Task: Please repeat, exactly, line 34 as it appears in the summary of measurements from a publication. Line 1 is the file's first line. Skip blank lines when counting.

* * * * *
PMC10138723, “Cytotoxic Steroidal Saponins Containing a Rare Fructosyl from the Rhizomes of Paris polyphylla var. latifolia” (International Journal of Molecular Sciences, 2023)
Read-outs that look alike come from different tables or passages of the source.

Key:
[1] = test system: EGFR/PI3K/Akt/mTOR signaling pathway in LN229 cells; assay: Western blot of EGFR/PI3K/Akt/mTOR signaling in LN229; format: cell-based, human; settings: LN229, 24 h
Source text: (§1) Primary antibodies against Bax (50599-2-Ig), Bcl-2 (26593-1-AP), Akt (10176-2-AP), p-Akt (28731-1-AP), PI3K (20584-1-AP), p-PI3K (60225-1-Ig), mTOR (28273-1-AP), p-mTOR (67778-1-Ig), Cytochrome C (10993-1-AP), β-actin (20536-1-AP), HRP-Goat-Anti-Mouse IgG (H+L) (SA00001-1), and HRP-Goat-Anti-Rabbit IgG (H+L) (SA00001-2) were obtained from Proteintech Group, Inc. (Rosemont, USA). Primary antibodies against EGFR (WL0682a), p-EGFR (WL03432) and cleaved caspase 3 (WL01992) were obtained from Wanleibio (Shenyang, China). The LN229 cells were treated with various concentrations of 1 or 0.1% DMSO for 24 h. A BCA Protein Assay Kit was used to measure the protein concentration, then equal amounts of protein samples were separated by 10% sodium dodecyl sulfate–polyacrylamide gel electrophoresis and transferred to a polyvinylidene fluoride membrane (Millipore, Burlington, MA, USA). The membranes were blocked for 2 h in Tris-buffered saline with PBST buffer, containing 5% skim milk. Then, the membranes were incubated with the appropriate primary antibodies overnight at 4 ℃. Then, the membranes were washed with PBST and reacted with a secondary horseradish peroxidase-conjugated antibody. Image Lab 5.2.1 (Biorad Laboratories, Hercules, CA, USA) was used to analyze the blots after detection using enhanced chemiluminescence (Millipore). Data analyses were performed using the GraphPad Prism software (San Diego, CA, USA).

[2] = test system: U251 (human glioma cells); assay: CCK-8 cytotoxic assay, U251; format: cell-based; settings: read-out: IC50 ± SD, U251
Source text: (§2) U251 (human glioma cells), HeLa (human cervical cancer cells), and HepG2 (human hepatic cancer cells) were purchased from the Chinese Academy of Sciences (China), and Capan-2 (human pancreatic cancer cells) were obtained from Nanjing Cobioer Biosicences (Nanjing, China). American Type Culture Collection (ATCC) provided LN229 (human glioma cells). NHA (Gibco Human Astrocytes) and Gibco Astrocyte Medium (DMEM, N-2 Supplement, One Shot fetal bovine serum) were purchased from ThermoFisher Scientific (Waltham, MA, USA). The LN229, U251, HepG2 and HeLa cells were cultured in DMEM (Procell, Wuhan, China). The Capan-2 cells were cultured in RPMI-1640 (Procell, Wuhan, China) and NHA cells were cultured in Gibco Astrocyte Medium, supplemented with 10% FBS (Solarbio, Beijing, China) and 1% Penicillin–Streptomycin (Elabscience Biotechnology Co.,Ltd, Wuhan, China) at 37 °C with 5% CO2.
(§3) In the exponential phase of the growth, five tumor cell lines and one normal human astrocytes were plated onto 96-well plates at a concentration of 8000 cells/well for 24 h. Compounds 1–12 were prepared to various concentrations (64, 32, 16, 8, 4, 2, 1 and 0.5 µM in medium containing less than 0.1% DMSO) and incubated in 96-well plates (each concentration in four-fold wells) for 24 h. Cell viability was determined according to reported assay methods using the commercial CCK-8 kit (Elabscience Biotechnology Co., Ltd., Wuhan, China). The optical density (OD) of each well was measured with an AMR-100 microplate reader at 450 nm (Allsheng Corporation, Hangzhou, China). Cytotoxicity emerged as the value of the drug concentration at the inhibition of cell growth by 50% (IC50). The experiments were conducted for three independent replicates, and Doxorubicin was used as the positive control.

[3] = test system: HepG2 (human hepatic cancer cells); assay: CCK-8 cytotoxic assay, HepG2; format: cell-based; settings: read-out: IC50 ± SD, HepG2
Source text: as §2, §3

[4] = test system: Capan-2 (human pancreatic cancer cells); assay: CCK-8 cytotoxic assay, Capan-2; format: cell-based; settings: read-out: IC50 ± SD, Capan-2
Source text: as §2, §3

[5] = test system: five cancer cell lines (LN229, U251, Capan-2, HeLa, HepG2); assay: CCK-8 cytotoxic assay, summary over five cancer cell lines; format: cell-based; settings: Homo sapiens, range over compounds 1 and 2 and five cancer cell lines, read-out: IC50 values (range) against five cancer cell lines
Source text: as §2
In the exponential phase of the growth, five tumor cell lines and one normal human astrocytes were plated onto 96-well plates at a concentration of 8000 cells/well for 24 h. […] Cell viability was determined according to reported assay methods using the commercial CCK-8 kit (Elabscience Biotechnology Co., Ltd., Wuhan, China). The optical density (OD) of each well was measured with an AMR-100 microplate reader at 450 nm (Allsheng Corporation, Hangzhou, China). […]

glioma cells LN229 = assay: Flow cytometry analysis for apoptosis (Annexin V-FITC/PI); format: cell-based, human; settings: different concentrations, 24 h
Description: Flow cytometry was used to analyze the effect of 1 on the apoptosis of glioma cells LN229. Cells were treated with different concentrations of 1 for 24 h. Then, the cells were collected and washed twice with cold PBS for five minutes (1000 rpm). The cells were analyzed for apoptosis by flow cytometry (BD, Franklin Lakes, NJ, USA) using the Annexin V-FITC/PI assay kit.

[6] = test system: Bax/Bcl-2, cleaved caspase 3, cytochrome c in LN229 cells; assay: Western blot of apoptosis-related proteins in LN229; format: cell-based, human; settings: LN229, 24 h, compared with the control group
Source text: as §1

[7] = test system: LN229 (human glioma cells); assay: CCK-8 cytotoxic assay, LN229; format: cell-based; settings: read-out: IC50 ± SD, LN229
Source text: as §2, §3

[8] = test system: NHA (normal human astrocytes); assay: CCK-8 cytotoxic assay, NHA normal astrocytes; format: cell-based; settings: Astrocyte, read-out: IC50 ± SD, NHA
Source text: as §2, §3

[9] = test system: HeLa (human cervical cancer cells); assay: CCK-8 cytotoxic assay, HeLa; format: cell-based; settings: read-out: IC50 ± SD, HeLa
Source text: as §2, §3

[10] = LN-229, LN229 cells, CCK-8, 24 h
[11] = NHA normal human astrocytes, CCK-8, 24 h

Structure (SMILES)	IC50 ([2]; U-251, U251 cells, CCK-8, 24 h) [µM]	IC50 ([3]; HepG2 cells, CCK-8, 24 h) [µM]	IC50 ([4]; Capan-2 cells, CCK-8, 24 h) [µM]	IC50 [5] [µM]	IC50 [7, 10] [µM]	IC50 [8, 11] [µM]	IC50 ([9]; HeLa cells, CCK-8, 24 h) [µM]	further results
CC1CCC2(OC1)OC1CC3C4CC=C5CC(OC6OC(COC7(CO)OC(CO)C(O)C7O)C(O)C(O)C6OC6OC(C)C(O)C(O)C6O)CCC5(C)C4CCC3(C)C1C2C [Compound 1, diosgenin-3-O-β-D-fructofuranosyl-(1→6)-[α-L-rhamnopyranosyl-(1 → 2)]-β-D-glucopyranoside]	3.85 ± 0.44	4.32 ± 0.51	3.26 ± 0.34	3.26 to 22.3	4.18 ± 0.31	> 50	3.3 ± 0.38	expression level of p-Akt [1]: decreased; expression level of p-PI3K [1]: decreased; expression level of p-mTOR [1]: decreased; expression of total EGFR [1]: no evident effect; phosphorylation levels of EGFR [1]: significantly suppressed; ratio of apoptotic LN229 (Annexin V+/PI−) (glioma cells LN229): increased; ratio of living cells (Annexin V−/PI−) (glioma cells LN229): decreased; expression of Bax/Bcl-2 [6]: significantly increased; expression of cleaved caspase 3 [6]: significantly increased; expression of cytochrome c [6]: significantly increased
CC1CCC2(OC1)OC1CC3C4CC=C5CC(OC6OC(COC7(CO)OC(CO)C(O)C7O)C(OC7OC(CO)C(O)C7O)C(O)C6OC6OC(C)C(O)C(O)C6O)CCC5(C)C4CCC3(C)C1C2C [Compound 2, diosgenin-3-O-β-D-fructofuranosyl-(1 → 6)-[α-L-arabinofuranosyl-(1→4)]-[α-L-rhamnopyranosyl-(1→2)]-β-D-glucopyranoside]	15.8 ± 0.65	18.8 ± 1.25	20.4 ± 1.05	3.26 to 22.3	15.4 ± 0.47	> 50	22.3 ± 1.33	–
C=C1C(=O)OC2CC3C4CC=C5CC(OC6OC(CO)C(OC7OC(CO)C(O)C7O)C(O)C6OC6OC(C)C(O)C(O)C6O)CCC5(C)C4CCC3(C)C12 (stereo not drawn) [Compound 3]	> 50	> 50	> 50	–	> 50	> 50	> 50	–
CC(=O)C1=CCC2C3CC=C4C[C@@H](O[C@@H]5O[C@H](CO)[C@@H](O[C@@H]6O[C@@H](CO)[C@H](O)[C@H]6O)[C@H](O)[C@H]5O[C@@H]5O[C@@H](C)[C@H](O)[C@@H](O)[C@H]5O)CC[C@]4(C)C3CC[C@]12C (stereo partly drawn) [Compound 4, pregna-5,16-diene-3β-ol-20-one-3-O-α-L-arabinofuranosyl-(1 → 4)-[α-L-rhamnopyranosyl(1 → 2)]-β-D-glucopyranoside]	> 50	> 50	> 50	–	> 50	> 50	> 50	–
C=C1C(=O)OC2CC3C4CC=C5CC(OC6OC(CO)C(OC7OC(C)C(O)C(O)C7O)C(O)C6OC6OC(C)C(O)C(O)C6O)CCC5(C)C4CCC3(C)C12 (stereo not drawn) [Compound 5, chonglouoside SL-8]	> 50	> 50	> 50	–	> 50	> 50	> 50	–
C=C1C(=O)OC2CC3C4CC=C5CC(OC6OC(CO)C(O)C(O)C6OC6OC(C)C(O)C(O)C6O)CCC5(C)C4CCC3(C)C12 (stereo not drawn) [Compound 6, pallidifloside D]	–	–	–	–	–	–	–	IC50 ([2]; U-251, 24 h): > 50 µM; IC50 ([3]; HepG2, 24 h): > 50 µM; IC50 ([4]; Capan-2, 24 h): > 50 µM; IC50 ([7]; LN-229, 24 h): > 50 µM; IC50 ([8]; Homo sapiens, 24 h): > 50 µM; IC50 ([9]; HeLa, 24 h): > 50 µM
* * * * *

C=C1C(=O)OC2CC3C4CC=C5CC(OC6OC(CO)C(O)C(O)C6OC6OC(C)C(O)C(O)C6O)CCC5(C)C4CCC3(C)C12 (stereo not drawn) [Compound 6, pallidifloside D]	–	–	–	–	–	–	–	IC50 ([2]; U-251, 24 h): > 50 µM; IC50 ([3]; HepG2, 24 h): > 50 µM; IC50 ([4]; Capan-2, 24 h): > 50 µM; IC50 ([7]; LN-229, 24 h): > 50 µM; IC50 ([8]; Homo sapiens, 24 h): > 50 µM; IC50 ([9]; HeLa, 24 h): > 50 µM